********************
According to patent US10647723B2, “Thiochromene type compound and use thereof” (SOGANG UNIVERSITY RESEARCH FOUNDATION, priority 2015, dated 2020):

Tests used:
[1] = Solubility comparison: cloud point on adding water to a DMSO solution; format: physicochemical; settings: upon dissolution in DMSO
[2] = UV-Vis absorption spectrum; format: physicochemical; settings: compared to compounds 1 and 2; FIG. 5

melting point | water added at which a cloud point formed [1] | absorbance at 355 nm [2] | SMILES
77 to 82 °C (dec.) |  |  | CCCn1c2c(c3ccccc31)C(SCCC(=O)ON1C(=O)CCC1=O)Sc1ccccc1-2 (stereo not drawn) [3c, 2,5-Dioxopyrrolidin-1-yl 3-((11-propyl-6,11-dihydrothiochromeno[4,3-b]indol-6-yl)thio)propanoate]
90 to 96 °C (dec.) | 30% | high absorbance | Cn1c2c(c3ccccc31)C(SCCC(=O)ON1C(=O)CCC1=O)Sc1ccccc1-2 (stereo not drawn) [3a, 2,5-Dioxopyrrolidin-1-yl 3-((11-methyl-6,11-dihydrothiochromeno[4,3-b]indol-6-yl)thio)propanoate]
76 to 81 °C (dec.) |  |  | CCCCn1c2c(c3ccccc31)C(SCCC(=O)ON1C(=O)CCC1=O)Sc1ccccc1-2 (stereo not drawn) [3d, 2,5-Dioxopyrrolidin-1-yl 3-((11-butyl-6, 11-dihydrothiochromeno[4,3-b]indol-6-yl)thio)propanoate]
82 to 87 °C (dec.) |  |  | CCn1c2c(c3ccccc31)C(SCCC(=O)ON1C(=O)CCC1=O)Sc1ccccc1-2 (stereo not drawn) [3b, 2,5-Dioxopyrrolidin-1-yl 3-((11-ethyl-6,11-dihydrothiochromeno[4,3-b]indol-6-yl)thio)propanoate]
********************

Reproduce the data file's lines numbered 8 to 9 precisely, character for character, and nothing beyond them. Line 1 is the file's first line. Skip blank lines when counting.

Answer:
76 to 81 °C (dec.) |  |  | CCCCn1c2c(c3ccccc31)C(SCCC(=O)ON1C(=O)CCC1=O)Sc1ccccc1-2 (stereo not drawn) [3d, 2,5-Dioxopyrrolidin-1-yl 3-((11-butyl-6, 11-dihydrothiochromeno[4,3-b]indol-6-yl)thio)propanoate]
82 to 87 °C (dec.) |  |  | CCn1c2c(c3ccccc31)C(SCCC(=O)ON1C(=O)CCC1=O)Sc1ccccc1-2 (stereo not drawn) [3b, 2,5-Dioxopyrrolidin-1-yl 3-((11-ethyl-6,11-dihydrothiochromeno[4,3-b]indol-6-yl)thio)propanoate]